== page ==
I beamed with inner pride today when I asked Joelle what Christmas was all about.  “Jesus.”  Chris, you were totally right.  Joelle belonged at MDUMC one more year.  “Happy holidays” is all she would get at public school.  I am not complaining about the separation of church and state.  It’s a vital necessity, but I’m proud that Joelle knows what Christmas is about and that she had one more year to focus on the religious aspect of it all.  They wouldn’t be singing, “go tell it on a mountain” at Wilchester.  

Joelle and I were playing with her “Christmas” Playmobil set. The way Joelle plays with figures right now she usually has them all do something as a group. For example, “they are all going to go ice skating” and she takes them via a sleigh ride in groups to the lake. If she asks me what I think various characters should do I usually engage them in dialogue and make up situations.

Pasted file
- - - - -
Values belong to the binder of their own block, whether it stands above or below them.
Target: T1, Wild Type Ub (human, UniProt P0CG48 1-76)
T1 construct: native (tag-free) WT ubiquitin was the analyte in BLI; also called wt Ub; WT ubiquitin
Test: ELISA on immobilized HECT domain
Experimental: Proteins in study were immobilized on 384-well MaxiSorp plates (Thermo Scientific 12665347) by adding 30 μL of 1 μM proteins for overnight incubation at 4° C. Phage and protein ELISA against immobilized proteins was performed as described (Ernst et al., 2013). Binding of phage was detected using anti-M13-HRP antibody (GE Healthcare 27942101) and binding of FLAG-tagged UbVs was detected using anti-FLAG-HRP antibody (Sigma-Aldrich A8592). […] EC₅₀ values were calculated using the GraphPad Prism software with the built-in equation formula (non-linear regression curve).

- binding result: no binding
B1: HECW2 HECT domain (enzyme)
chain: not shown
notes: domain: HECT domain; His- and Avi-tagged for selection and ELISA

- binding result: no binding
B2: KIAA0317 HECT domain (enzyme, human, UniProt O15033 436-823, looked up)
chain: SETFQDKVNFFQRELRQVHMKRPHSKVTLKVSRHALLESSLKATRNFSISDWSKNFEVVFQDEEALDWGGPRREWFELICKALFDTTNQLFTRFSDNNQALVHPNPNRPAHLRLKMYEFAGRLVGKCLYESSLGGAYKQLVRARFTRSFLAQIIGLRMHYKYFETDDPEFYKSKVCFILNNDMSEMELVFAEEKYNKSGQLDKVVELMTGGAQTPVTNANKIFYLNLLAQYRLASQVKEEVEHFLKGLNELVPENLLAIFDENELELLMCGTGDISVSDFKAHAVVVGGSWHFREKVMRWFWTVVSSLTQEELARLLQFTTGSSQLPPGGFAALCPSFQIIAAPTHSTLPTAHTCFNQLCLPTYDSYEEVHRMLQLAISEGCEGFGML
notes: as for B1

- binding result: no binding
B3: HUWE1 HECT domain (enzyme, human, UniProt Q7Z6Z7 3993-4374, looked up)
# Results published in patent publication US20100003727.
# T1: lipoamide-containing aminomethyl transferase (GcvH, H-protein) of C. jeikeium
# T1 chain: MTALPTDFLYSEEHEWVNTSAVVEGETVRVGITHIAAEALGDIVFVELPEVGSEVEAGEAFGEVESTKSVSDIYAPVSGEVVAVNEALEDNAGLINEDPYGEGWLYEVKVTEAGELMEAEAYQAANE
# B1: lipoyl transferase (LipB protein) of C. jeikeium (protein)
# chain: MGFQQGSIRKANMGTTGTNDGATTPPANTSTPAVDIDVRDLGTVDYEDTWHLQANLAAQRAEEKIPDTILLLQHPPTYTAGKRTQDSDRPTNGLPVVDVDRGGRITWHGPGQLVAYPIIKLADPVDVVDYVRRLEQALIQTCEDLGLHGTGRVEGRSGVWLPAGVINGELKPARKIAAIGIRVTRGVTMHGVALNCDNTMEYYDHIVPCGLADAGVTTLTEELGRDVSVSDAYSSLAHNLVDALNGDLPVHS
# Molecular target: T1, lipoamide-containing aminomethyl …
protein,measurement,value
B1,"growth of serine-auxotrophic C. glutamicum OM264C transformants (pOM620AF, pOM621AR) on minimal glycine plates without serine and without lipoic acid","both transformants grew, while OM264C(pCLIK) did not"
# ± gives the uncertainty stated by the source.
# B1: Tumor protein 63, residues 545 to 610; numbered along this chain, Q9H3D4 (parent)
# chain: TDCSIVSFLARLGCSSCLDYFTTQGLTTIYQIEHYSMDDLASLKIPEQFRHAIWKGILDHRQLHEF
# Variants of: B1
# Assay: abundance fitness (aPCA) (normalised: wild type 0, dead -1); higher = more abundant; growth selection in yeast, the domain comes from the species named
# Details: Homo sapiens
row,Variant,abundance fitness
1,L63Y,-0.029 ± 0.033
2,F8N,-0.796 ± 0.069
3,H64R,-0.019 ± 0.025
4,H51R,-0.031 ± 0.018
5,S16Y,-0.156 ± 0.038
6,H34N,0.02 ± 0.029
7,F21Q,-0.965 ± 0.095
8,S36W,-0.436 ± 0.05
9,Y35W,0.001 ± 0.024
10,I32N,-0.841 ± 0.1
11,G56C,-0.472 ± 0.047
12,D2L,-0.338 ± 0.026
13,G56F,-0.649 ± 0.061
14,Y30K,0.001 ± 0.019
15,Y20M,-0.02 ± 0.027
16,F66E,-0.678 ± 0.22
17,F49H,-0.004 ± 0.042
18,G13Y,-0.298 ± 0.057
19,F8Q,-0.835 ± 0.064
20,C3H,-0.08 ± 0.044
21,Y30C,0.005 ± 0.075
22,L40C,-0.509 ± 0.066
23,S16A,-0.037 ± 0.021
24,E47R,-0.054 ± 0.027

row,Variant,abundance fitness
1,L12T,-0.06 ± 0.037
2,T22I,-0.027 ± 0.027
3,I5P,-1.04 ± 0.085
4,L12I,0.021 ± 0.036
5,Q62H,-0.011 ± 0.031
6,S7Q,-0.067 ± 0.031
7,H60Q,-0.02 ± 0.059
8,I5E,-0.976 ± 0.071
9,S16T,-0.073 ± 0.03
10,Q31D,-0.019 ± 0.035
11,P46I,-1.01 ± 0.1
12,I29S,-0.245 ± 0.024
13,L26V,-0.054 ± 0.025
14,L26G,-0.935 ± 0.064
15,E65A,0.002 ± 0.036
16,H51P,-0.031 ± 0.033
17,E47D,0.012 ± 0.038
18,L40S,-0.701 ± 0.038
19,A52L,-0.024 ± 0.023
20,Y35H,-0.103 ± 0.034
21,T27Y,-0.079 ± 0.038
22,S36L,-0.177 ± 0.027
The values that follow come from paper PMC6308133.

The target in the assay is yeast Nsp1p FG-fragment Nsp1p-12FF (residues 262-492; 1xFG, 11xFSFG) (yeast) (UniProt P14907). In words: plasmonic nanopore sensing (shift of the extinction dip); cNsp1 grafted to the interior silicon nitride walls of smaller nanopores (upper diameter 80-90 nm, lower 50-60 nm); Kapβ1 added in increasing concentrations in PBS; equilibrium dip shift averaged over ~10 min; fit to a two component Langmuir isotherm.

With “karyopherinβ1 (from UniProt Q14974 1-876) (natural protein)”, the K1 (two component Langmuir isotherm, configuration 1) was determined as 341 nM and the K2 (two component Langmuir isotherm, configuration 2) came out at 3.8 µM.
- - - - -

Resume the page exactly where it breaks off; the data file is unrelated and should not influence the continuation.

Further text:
So, I was surprised when Joelle abruptly started a dialogue between two characters: Santa and a boy. I was further surprised with the direction the discussion went:

Santa (Joelle): Ho, ho, ho. I am brining GOOD NEWS to Playmobil Land.

Boy (Joelle): What, Santa?

Santa (Joelle) : There will be NO CHRISTMAS this year.

She stopped here as if that was the full script she had worked up by herself, so I interjected as “the boy”.

Boy (me): No Christmas? That’s not good news!

Santa (Joelle): It is for me, I get to take a break.

Santa (Joelle): Actually the elves and the reindeer aren’t available and they usually help me so Christmas has been moved to May 25th.

Boy (me): <silence>

I guess one of the hardest thing for kids (and adults) to learn is to look at a situation from someone else’s point of view. Joelle impressed me with her insight there!